Obama: Well, I think [health care] should be a right for every American. In a country as wealthy as ours, for us to have people who are going bankrupt because they can't pay their medical bills -- for my mother to die of cancer at the age of 53 and have to spend the last months of her life in the hospital room arguing with insurance companies because they're saying that this may be a pre-existing condition and they don't have to pay her treatment, there's something fundamentally wrong about that.


And when Sen. McCain says that he wants to provide children health care, what he doesn't mention is he voted against the expansion of the Children's Health Insurance Program that is responsible for making sure that so many children who didn't have previously health insurance have it now.

Senator Obama says that it has to be safe or disposable or something like that.

McCAIN: Now, how -- what's -- what's the best way of fixing it? Nuclear power. Sen. Obama says that it has to be safe or disposable or something like that.

Look, I -- I was on Navy ships that had nuclear power plants. Nuclear power is safe, and it's clean, and it creates hundreds of thousands of jobs.

And what could be safer than life on a nuclear military vessel?

Naval nuclear accidents

United States

* USS Thresher (SSN-593) (sank, 129 killed)
* USS Scorpion (SSN-589) (sank, 99 killed)

Both sank for reasons unrelated to their reactor plants and still lie on the Atlantic sea floor.

Russian or Soviet

* Komsomolets K-278 (sank, 42 killed)
* Kursk K-141 (sank recently, 118 killed)
* K-8 (loss of coolant) (sank, 42 killed)
* K-11 (refueling criticality)
* K-19 (loss of coolant)
* K-27 (scuttled)
* K-116 (reactor accident)
* K-122 (reactor accident)
* K-123 (loss of coolant)
* K-140 (power excursion)
* K-159 (radioactive discharge) (sank recently, 9 killed)
* K-192 (loss of coolant)
* K-219 (sank after collision, 4 killed)
* K-222 (uncontrolled startup)
* K-314 (refueling criticality, 10 killed)
* K-320 (uncontrolled startup)
* K-429 (sank twice, 16 killed)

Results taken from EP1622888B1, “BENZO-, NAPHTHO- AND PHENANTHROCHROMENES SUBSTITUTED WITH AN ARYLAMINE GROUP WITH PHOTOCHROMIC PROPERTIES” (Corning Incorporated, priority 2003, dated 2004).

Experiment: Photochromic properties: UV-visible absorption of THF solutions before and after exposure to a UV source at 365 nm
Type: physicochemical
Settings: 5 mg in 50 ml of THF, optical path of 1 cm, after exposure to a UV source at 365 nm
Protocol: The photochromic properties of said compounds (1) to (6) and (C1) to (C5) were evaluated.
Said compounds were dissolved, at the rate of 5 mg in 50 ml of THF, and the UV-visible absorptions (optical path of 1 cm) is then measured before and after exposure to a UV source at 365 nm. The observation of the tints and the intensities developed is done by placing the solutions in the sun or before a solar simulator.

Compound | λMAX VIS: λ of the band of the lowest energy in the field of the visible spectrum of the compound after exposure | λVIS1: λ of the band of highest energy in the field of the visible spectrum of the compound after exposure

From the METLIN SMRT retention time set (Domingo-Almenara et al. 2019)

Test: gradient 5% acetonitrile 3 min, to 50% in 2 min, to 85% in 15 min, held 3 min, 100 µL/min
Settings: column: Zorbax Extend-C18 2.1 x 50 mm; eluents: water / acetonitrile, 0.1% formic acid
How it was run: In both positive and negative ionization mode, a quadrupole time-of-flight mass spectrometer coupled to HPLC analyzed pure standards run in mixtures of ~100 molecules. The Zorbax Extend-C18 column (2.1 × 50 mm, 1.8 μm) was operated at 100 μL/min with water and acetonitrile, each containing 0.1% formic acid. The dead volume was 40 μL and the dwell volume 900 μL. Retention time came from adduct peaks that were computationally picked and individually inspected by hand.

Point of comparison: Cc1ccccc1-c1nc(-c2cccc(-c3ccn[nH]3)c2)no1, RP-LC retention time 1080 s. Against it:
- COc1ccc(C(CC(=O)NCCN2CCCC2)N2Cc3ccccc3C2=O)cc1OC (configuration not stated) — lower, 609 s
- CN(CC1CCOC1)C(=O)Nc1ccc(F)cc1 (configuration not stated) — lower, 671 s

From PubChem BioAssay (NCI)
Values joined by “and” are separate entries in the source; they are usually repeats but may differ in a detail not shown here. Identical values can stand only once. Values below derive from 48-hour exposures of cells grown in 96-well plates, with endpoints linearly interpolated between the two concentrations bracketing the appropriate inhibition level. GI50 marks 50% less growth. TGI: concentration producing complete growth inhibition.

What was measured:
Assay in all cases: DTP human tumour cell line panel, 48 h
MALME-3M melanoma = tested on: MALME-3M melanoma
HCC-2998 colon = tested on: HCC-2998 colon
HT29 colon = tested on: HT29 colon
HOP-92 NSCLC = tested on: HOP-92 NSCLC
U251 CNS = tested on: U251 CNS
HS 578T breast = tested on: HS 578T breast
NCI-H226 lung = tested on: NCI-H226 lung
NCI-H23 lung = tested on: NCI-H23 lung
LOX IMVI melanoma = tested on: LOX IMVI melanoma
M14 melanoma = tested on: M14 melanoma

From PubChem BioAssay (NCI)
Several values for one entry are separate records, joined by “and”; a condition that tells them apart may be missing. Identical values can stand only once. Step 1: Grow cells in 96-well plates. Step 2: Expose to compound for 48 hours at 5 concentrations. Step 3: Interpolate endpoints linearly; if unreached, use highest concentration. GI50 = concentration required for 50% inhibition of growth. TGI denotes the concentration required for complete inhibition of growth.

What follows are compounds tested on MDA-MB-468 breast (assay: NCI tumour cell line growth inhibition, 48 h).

* K-431 (reactor accident)

Wednesday, October 1, 2008

John McCain and the Bankruptcy Bill of 2005*

*Or why even the Democratic Senator from MBNA is a better bet for consumers than the Republican maverick from Arizona.

In 2005, John McCain was an enthusiastic backer of the Bankruptcy Abuse Prevention and Consumer Protection Act (S. 256) which ultimately became law on a 75-24 vote. This is the bill that stripped away many of the protections individuals used to have when falling into bankruptcy. Amendments to protect victims of identity theft, those who fell into debt due to medical or natural catastrophes, and to provide homestead exemptions were all rejected. Attempts to place restrictions and regulations on creditors, such as disclosure obligations, restrictions on predatory lending practices and limits on the interest rate that could be charged also failed (the figure above shows how each Senator voted on consumer protection amendments to the bill; red are Republicans, blue are Democrats and green is the Independent Jeffords).

As the name implies Republicans were concerned with what they considered abuses of the bankruptcy laws and McCain was no exception. As this letter to a constituent shows he believed that too many people were gaming the system at a time of prosperity:
The number of Americans filing for bankruptcy has increased dramatically in recent years. What is surprising is that this increase is coming at a time of low unemployment and high wages, when debt problems should be at their lowest. Significant numbers of people who can pay some of what they owe are opting to file for Chapter 7 bankruptcy, which permits them to erase almost all of their debt.
Despite being written explicitly to the desires of the credit card industry, in McCain's view the bill created a "fair and balanced approach" which restored personal responsibility to the system. And while "Bankruptcy Abuse Prevention" was the essence of the bill, there was little that could be called "Consumer Protection" in it.

With the exception of an amendment to protect disabled veterans (which passed 99-0), all attempts to add consumer rights to the bill failed. John McCain was one of 50 Republican Senators who voted against adding consumer protections to the bill every single time. McCain even voted against an amendment that would have protected active service members in Iraq from means testing and usury.

S.256 passed the Senate 74-25.

The Republicans were unanimous in their support for the final bill. 18 Democrats and Independent Jim Jeffords voted with the majority.

25 Democrats, including Barack Obama, voted against the bill.

Joe Biden voted for it.
In fact he championed it in the Senate, and his defense of the bill bordered on absurdity. Still he voted for the consumer protection amendments over 40% of the time.

McCain still defends his vote on the bill. His spokesman cites the bill as an example of McCain's bipartisan worldview and believes it compares favorably against Barack Obama.
"Eighteen Democrats and John McCain worked together on the bipartisan Senate bankruptcy bill, and Barack Obama's rigid partisanship and self-promoting political attacks show that he's a typical politician — which is the problem in Washington, not the solution." - McCain spokesman Tucker Bounds